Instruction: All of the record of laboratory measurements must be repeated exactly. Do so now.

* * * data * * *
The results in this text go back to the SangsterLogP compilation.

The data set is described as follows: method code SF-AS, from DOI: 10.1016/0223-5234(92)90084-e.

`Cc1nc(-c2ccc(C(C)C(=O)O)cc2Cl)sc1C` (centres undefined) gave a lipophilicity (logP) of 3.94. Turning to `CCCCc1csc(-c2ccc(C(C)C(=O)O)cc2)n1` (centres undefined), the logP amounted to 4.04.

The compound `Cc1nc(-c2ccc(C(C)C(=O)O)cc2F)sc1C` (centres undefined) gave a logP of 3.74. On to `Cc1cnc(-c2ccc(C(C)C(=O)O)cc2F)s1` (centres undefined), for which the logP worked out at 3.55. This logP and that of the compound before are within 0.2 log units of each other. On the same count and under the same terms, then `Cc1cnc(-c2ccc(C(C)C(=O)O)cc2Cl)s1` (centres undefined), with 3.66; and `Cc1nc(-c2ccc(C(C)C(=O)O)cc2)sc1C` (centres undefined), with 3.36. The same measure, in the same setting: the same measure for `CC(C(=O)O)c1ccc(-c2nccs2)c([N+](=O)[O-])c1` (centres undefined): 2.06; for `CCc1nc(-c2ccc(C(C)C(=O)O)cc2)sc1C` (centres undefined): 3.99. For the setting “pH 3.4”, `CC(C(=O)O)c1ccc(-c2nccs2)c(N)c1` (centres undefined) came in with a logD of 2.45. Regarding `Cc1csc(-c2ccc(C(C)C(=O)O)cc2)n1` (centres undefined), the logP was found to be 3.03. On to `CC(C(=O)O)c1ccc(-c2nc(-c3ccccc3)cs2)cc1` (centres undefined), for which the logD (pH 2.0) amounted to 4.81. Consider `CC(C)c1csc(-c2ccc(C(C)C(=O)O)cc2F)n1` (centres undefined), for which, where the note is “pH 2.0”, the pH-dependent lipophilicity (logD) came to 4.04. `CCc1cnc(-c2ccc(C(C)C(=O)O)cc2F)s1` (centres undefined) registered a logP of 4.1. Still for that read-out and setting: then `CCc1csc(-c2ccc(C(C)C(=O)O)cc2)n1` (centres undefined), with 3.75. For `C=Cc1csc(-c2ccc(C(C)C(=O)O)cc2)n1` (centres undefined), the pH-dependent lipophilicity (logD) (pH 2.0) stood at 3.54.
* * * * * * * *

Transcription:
The results in this text go back to the SangsterLogP compilation.

The data set is described as follows: method code SF-AS, from DOI: 10.1016/0223-5234(92)90084-e.

`Cc1nc(-c2ccc(C(C)C(=O)O)cc2Cl)sc1C` (centres undefined) gave a lipophilicity (logP) of 3.94. Turning to `CCCCc1csc(-c2ccc(C(C)C(=O)O)cc2)n1` (centres undefined), the logP amounted to 4.04.

The compound `Cc1nc(-c2ccc(C(C)C(=O)O)cc2F)sc1C` (centres undefined) gave a logP of 3.74. On to `Cc1cnc(-c2ccc(C(C)C(=O)O)cc2F)s1` (centres undefined), for which the logP worked out at 3.55. This logP and that of the compound before are within 0.2 log units of each other. On the same count and under the same terms, then `Cc1cnc(-c2ccc(C(C)C(=O)O)cc2Cl)s1` (centres undefined), with 3.66; and `Cc1nc(-c2ccc(C(C)C(=O)O)cc2)sc1C` (centres undefined), with 3.36. The same measure, in the same setting: the same measure for `CC(C(=O)O)c1ccc(-c2nccs2)c([N+](=O)[O-])c1` (centres undefined): 2.06; for `CCc1nc(-c2ccc(C(C)C(=O)O)cc2)sc1C` (centres undefined): 3.99. For the setting “pH 3.4”, `CC(C(=O)O)c1ccc(-c2nccs2)c(N)c1` (centres undefined) came in with a logD of 2.45. Regarding `Cc1csc(-c2ccc(C(C)C(=O)O)cc2)n1` (centres undefined), the logP was found to be 3.03. On to `CC(C(=O)O)c1ccc(-c2nc(-c3ccccc3)cs2)cc1` (centres undefined), for which the logD (pH 2.0) amounted to 4.81. Consider `CC(C)c1csc(-c2ccc(C(C)C(=O)O)cc2F)n1` (centres undefined), for which, where the note is “pH 2.0”, the pH-dependent lipophilicity (logD) came to 4.04. `CCc1cnc(-c2ccc(C(C)C(=O)O)cc2F)s1` (centres undefined) registered a logP of 4.1. Still for that read-out and setting: then `CCc1csc(-c2ccc(C(C)C(=O)O)cc2)n1` (centres undefined), with 3.75. For `C=Cc1csc(-c2ccc(C(C)C(=O)O)cc2)n1` (centres undefined), the pH-dependent lipophilicity (logD) (pH 2.0) stood at 3.54.